Some makerspace materials are disposable, but many must be reused (for example, Arduinos), but being able to show off projects is important. What’s the best way to record these projects for posterity and ensure that the maker has some artifact of their accomplishment? Video clips? Time lapse photography? And what’s the best way to store and catalog these digital artifacts so that they’ll be accessible to the makers? Should they also be publicly accessible?

 

Caroline Mossing is a Teen Services Librarian in the Teen Library at the San Antonio Central Library.

 

Add a Comment
10. Where Do We Learn?


Of course everywhere.

On social media, through blogs and in social media groups.

Through mentor-protege relationships - whether informal or set up through ALSC or a state association.

Image Pixabay
Through our libraries - in fact this post is inspired by Katie Salo's library asking staff to teach each other about their areas of expertise. Wow, libraries of the world, do this thing! Wouldn't it be great if every library cared to make sure all staff knows what all staff work is about?!?!

Through attendance at state and national conferences - both inside and outside the library world.

Through webinars and online classes like our state's continuing series of webinars with panels of practitioners at libraries large and small; formal CE credit courses through SLIS schools and our statewide Wild Wisconsin Winter Web conference with 10 national speakers.

Through attendance at workshops outside our usual territory - and often relatively nearby. In the past month, four of our YS team have attended three different seminal, breakthrough, slaying-sacred-cow seminars on shaking up summer reading programs around the state. While we already push the envelope in this area, we are inspired by other's stories, experiences and support. And we drove to learn more!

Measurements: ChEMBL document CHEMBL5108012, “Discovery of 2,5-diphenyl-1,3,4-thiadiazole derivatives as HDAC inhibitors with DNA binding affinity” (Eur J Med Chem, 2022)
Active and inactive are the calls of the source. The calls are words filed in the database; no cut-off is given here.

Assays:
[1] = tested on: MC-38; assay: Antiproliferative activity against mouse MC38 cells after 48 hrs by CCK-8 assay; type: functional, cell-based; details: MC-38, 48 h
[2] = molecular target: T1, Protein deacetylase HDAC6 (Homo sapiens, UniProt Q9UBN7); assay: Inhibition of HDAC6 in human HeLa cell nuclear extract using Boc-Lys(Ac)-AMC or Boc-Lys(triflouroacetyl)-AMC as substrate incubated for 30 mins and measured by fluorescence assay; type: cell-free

Through reasoned discourse like that going on here and here.

Through conversations with colleagues in the library, patrons and kids.

All our learning, all our sharing (we each have the power to reflect on and teach each other) pushes our practice and grows our understanding. No matter where we learn, we can't help but get better.

Our opportunities are everywhere. Carpe perceptum!!


0 Comments on Where Do We Learn? as of 12/3/2014 8:07:00 AM
Add a Comment
11. Where’s My Stuff?

I remember distinctly the last time I held it in my hands. Shiny, yellow, beautiful – a huge exhaust pipe rolling out the back billowing imaginary smoke as my hotrod peeled rubber and raced away topping speeds of 210 miles per hour. I set my favorite Hot Wheels car on top of my dresser one night, went to bed, and never saw it again. I’m sure there is a logical explanation – factory recall, aliens, jealous friends, Hot Wheel collecting criminals. I looked for it everywhere to no avail. Whenever I read Robert Frost’s poem, Nothing Gold Can Stay, I think of my car. It was just too good for this earth.

Did you ever lose something and it drove you nuts?

I lose stuff a lot. Big stuff, little stuff.

I had a jean jacket once. When I wore it, I was invincible. Cool like James Dean. All of my friends had them. When we felt cocky, we’d flip the collars up. In truth, we always felt cocky so they may as well have been starched. Those were the days

.JD